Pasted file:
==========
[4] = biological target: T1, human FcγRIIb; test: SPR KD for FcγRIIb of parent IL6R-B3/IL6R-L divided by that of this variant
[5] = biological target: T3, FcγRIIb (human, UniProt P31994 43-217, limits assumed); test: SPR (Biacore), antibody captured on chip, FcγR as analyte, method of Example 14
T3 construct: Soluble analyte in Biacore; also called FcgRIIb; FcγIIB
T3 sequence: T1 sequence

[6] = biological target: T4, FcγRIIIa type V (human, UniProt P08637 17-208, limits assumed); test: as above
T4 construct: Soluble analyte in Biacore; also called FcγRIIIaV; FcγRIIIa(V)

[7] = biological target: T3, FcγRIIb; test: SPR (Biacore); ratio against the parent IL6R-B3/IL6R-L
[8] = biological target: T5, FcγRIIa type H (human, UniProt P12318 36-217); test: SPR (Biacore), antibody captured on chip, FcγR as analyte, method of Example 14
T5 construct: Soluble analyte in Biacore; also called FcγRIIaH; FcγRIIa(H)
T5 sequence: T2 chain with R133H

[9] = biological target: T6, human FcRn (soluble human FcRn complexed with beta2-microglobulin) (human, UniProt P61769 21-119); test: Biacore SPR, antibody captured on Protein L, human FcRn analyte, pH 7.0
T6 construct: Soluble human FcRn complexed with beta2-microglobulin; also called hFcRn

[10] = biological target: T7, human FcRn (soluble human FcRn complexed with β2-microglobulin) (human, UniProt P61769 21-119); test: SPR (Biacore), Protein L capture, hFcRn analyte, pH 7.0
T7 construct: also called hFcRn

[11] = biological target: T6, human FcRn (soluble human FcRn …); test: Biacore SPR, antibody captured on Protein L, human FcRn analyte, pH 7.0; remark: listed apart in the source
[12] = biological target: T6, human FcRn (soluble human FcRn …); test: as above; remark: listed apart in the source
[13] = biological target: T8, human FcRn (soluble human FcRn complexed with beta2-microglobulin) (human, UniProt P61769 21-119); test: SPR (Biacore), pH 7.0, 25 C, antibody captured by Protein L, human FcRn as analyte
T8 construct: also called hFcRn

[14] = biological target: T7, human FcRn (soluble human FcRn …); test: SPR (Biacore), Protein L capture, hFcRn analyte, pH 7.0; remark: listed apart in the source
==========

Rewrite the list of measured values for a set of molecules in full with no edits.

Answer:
[4] = biological target: T1, human FcγRIIb; test: SPR KD for FcγRIIb of parent IL6R-B3/IL6R-L divided by that of this variant
[5] = biological target: T3, FcγRIIb (human, UniProt P31994 43-217, limits assumed); test: SPR (Biacore), antibody captured on chip, FcγR as analyte, method of Example 14
T3 construct: Soluble analyte in Biacore; also called FcgRIIb; FcγIIB
T3 sequence: T1 sequence

[6] = biological target: T4, FcγRIIIa type V (human, UniProt P08637 17-208, limits assumed); test: as above
T4 construct: Soluble analyte in Biacore; also called FcγRIIIaV; FcγRIIIa(V)

[7] = biological target: T3, FcγRIIb; test: SPR (Biacore); ratio against the parent IL6R-B3/IL6R-L
[8] = biological target: T5, FcγRIIa type H (human, UniProt P12318 36-217); test: SPR (Biacore), antibody captured on chip, FcγR as analyte, method of Example 14
T5 construct: Soluble analyte in Biacore; also called FcγRIIaH; FcγRIIa(H)
T5 sequence: T2 chain with R133H

[9] = biological target: T6, human FcRn (soluble human FcRn complexed with beta2-microglobulin) (human, UniProt P61769 21-119); test: Biacore SPR, antibody captured on Protein L, human FcRn analyte, pH 7.0
T6 construct: Soluble human FcRn complexed with beta2-microglobulin; also called hFcRn

[10] = biological target: T7, human FcRn (soluble human FcRn complexed with β2-microglobulin) (human, UniProt P61769 21-119); test: SPR (Biacore), Protein L capture, hFcRn analyte, pH 7.0
T7 construct: also called hFcRn

[11] = biological target: T6, human FcRn (soluble human FcRn …); test: Biacore SPR, antibody captured on Protein L, human FcRn analyte, pH 7.0; remark: listed apart in the source
[12] = biological target: T6, human FcRn (soluble human FcRn …); test: as above; remark: listed apart in the source
[13] = biological target: T8, human FcRn (soluble human FcRn complexed with beta2-microglobulin) (human, UniProt P61769 21-119); test: SPR (Biacore), pH 7.0, 25 C, antibody captured by Protein L, human FcRn as analyte
T8 construct: also called hFcRn

[14] = biological target: T7, human FcRn (soluble human FcRn …); test: SPR (Biacore), Protein L capture, hFcRn analyte, pH 7.0; remark: listed apart in the source